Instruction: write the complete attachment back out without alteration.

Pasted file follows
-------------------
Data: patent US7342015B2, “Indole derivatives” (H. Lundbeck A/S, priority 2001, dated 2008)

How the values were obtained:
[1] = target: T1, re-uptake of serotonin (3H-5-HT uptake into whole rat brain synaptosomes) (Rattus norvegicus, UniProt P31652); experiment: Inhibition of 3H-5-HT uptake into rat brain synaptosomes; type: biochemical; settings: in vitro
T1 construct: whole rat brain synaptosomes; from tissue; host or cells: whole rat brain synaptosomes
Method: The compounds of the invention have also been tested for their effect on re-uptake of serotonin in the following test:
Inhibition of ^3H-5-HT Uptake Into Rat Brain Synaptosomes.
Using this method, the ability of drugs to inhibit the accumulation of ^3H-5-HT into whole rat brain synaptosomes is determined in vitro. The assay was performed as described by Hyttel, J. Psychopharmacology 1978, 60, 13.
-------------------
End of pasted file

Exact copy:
Data: patent US7342015B2, “Indole derivatives” (H. Lundbeck A/S, priority 2001, dated 2008)

How the values were obtained:
[1] = target: T1, re-uptake of serotonin (3H-5-HT uptake into whole rat brain synaptosomes) (Rattus norvegicus, UniProt P31652); experiment: Inhibition of 3H-5-HT uptake into rat brain synaptosomes; type: biochemical; settings: in vitro
T1 construct: whole rat brain synaptosomes; from tissue; host or cells: whole rat brain synaptosomes
Method: The compounds of the invention have also been tested for their effect on re-uptake of serotonin in the following test:
Inhibition of ^3H-5-HT Uptake Into Rat Brain Synaptosomes.
Using this method, the ability of drugs to inhibit the accumulation of ^3H-5-HT into whole rat brain synaptosomes is determined in vitro. The assay was performed as described by Hyttel, J. Psychopharmacology 1978, 60, 13.